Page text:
If you saw this cover, what sort of book would you expect to find behind it?

Serendipity's Tide Cover Draft One

This is some cover art we are considering for one of my stories, which my husband has decided he wants to try publishing. He notes that it does not match the current trends in cover designs. So, will it attract the right kind of audience for the story inside? Will it attract anyone at all? Should we dump this approach and go for something a little more fashionable? Should we keep it, but maybe fix a few things… and if so, what? (If you left click on it and load it in another window, you can get a slightly larger version.)

Here’s the whole wrap around image without the text:
Serendipity's Tide Full Cover Draft One

One of my Clever Ideas actually Works!

One of the things that slowed my progress on Scent of Spring was that I’d moved on to editing, and suddenly needed to do a lot of tracing. I have mostly been working on this project while chauffeuring my kids about, and I needed a tracing technique that was simple, inexpensive and highly portable.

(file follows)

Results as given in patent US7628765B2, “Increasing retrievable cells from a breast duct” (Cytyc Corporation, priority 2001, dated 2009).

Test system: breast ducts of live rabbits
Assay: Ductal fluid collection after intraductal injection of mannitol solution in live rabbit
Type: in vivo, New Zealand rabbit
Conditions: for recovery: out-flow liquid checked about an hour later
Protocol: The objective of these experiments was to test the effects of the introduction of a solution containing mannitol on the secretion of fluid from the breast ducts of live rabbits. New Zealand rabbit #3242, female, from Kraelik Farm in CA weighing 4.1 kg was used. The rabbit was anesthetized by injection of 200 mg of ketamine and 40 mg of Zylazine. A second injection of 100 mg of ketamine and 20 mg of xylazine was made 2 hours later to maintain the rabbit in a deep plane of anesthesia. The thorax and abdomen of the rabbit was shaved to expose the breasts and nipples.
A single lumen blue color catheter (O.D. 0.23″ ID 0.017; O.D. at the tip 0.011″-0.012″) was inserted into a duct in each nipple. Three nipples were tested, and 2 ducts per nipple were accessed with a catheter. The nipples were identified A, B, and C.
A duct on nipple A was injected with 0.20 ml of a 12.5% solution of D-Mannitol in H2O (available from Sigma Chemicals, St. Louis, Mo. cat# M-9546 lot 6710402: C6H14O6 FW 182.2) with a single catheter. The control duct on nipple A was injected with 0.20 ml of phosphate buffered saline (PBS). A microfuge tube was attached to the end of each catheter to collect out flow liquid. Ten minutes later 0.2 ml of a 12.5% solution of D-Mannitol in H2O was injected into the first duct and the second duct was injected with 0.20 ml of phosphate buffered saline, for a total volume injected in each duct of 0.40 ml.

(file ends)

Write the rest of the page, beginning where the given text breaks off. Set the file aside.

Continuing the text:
So, I have created for myself a portable light table.

I have a clear plastic clipboard, which fits into the large clipboard/carry-case that holds the pages I am working on and my pencils, pens, etc. And I also have a clip-on reading light, which can be coiled up and tucked away in one of the carry-case compartments when I’m not using it. When I want to do some tracing, I clip the light on upside-down, and adjust it so that it shines up from underneath the clipboard, through whatever part of the drawing I’m trying to trace. Tah-dah!

Author's Note on Verdaia

I kept dreaming up these stories that seemed like fantasy or historical romances. But if they were fantasies, where was the magic? And if they were historicals, why couldn't I recognize any of the settings? I finally decided that all these story ideas were set on the same non-magical world, and named it Verdaia.

Verdaia has different geography than earth, and a different history, but is otherwise very much like earth. For me the fun of this world is in building cultures remincient of earth cultures, and yet not exactly the same.


 
Quote from Scent of Spring
 
'A widow with money is always more beautiful than a wife with the same face.'
 
-- Prince Harchung
 
 
Copyright © Michelle Bottorff

Email mbottorff at lshelby period com